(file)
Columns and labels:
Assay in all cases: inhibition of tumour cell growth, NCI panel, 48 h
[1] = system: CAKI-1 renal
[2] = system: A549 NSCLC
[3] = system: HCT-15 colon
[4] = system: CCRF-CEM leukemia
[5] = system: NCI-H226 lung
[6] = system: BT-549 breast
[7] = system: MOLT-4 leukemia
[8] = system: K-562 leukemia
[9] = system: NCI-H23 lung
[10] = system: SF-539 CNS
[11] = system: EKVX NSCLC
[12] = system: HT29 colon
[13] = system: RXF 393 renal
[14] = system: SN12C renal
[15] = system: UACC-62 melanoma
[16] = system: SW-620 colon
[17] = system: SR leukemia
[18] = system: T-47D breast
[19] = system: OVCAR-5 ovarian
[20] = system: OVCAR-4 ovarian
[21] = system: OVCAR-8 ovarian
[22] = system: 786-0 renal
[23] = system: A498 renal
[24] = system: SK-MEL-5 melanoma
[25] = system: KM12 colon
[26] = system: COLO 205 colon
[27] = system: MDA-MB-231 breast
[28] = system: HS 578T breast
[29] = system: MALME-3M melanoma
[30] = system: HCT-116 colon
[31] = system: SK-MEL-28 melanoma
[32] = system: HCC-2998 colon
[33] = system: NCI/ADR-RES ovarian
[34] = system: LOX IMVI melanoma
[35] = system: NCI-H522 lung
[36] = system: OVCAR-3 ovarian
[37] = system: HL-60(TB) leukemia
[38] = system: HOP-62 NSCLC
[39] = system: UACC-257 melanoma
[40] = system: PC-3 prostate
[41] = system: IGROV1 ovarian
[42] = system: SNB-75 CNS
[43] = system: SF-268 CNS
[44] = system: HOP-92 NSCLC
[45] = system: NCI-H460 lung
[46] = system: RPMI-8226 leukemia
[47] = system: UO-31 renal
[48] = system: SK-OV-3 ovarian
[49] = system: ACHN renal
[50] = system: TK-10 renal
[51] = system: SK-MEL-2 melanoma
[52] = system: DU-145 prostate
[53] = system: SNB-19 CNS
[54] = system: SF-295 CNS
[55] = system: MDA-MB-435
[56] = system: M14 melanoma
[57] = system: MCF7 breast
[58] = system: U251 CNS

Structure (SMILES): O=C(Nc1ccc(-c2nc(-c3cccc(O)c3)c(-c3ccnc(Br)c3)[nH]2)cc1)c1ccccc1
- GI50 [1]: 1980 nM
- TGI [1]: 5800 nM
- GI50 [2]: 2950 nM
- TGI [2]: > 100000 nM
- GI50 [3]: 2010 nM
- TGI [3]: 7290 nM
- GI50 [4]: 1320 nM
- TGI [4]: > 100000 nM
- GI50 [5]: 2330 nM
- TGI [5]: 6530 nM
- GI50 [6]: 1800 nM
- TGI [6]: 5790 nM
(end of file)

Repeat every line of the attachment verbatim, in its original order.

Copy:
Columns and labels:
Assay in all cases: inhibition of tumour cell growth, NCI panel, 48 h
[1] = system: CAKI-1 renal
[2] = system: A549 NSCLC
[3] = system: HCT-15 colon
[4] = system: CCRF-CEM leukemia
[5] = system: NCI-H226 lung
[6] = system: BT-549 breast
[7] = system: MOLT-4 leukemia
[8] = system: K-562 leukemia
[9] = system: NCI-H23 lung
[10] = system: SF-539 CNS
[11] = system: EKVX NSCLC
[12] = system: HT29 colon
[13] = system: RXF 393 renal
[14] = system: SN12C renal
[15] = system: UACC-62 melanoma
[16] = system: SW-620 colon
[17] = system: SR leukemia
[18] = system: T-47D breast
[19] = system: OVCAR-5 ovarian
[20] = system: OVCAR-4 ovarian
[21] = system: OVCAR-8 ovarian
[22] = system: 786-0 renal
[23] = system: A498 renal
[24] = system: SK-MEL-5 melanoma
[25] = system: KM12 colon
[26] = system: COLO 205 colon
[27] = system: MDA-MB-231 breast
[28] = system: HS 578T breast
[29] = system: MALME-3M melanoma
[30] = system: HCT-116 colon
[31] = system: SK-MEL-28 melanoma
[32] = system: HCC-2998 colon
[33] = system: NCI/ADR-RES ovarian
[34] = system: LOX IMVI melanoma
[35] = system: NCI-H522 lung
[36] = system: OVCAR-3 ovarian
[37] = system: HL-60(TB) leukemia
[38] = system: HOP-62 NSCLC
[39] = system: UACC-257 melanoma
[40] = system: PC-3 prostate
[41] = system: IGROV1 ovarian
[42] = system: SNB-75 CNS
[43] = system: SF-268 CNS
[44] = system: HOP-92 NSCLC
[45] = system: NCI-H460 lung
[46] = system: RPMI-8226 leukemia
[47] = system: UO-31 renal
[48] = system: SK-OV-3 ovarian
[49] = system: ACHN renal
[50] = system: TK-10 renal
[51] = system: SK-MEL-2 melanoma
[52] = system: DU-145 prostate
[53] = system: SNB-19 CNS
[54] = system: SF-295 CNS
[55] = system: MDA-MB-435
[56] = system: M14 melanoma
[57] = system: MCF7 breast
[58] = system: U251 CNS

Structure (SMILES): O=C(Nc1ccc(-c2nc(-c3cccc(O)c3)c(-c3ccnc(Br)c3)[nH]2)cc1)c1ccccc1
- GI50 [1]: 1980 nM
- TGI [1]: 5800 nM
- GI50 [2]: 2950 nM
- TGI [2]: > 100000 nM
- GI50 [3]: 2010 nM
- TGI [3]: 7290 nM
- GI50 [4]: 1320 nM
- TGI [4]: > 100000 nM
- GI50 [5]: 2330 nM
- TGI [5]: 6530 nM
- GI50 [6]: 1800 nM
- TGI [6]: 5790 nM